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5. Miracles of Jesus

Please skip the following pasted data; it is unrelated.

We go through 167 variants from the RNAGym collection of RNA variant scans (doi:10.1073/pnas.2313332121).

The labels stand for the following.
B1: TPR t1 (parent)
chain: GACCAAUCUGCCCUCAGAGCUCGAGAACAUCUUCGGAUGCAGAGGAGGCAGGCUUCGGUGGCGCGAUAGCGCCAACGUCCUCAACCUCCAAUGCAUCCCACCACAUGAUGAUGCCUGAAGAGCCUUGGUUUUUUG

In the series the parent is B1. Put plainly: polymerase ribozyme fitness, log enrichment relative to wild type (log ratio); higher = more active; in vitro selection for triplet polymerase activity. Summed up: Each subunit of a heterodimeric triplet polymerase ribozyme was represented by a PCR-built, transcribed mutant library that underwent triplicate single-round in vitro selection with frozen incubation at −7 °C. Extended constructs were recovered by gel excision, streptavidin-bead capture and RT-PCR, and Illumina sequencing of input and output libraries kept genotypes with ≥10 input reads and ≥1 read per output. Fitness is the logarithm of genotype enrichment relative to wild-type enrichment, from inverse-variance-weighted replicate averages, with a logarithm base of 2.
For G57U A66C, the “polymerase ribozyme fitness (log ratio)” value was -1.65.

1And they came to the other side of the sea, into the country of the Gerasenes. 2And when he was come out of the boat, straightway there met him out of the tombs a man with an unclean spirit, 3who had his dwelling in the tombs: and no man could any more bind him, no, not with a chain; 4because that he had been often bound with fetters and chains, and the chains had been rent asunder by him, and the fetters broken in pieces: and no man had strength to tame him. 5And always, night and day, in the tombs and in the mountains, he was crying out, and cutting himself with stones. 6And when he saw Jesus from afar, he ran and worshipped him; 7and crying out with a loud voice, he saith, What have I to do with thee, Jesus, thou Son of the Most High God? I adjure thee by God, torment me not. 8For he said unto him, Come forth, thou unclean spirit, out of the man. 9And he asked him, What is thy name? And he saith unto him, My name is Legion; for we are many. 10And he besought him much that he would not send them away out of the country. 11Now there was there on the mountain side a great herd of swine feeding. 12And they besought him, saying, Send us into the swine, that we may enter into them. 13And he gave them leave. And the unclean spirits came out, and entered into the swine: and the herd rushed down the steep into the sea, in number about two thousand; and they were drowned in the sea. 14And they that fed them fled, and told it in the city, and in the country. And they came to see what it was that had come to pass. 15And they come to Jesus, and behold him that was possessed with demons sitting, clothed and in his right mind, even him that had the legion: and they were afraid. 16And they that saw it declared unto them how it befell him that was possessed with demons, and concerning the swine. 17And they began to beseech him to depart from their borders. 18And as he was entering into the boat, he that had been possessed with demons besought him that he might be with him. 19And he suffered him not, but saith unto him, Go to thy house unto thy friends, and tell them how great things the Lord hath done for thee, and how he had mercy on thee. 20And he went his way, and began to publish in Decapolis how great things Jesus had done for him: and all men marvelled. 21And when Jesus had crossed over again in the boat unto the other side, a great multitude was gathered unto him; and he was by the sea. 22And there cometh one of the rulers of the synagogue, Jairus by name; and seeing him, he falleth at his feet, 23and beseecheth him much, saying, My little daughter is at the point of death: I pray thee, that thou come and lay thy hands on her, that she may be made whole, and live. 24And he went with him; and a great multitude followed him, and they thronged him. 25And a woman, who had an issue of blood twelve years, 26and had suffered many things of many physicians, and had spent all that she had, and was nothing bettered, but rather grew worse, 27having heard the things concerning Jesus, came in the crowd behind, and touched his garment. 28For she said, If I touch but his garments, I shall be made whole. 29And straightway the fountain of her blood was dried up; and she felt in her body that she was healed of her plague. 30And straightway Jesus, perceiving in himself that the power proceeding from him had gone forth, turned him about in the crowd, and said, Who touched my garments? 31And his disciples said unto him, Thou seest the multitude thronging thee, and sayest thou, Who touched me? 32And he looked round about to see her that had done this thing. 33But the woman fearing and trembling, knowing what had been done to her, came and fell down before him, and told him all the truth. 34And he said unto her, Daughter, thy faith hath made thee whole; go in peace, and be whole of thy plague. 35While he yet spake, they come from the ruler of the synagogue's house saying, Thy daughter is dead: why troublest thou the Teacher any further? 36But Jesus, not heeding the word spoken, saith unto the ruler of the synagogue, Fear not, only believe. 37And he suffered no man to follow with him, save Peter, and James, and John the brother of James. 38And they come to the house of the ruler of the synagogue; and he beholdeth a tumult, and many weeping and wailing greatly. 39And when he was entered in, he saith unto them, Why make ye a tumult, and weep? the child is not dead, but sleepeth. 40And they laughed him to scorn. But he, having put them all forth, taketh the father of the child and her mother and them that were with him, and goeth in where the child was. 41And taking the child by the hand, he saith unto her, Talitha cumi; which is, being interpreted, Damsel, I say unto thee, Arise. 42And straightway the damsel rose up, and walked; for she was twelve years old. And they were amazed straightway with a great amazement. 43And he charged them much that no man should know this: and he commanded that something should be given her to eat.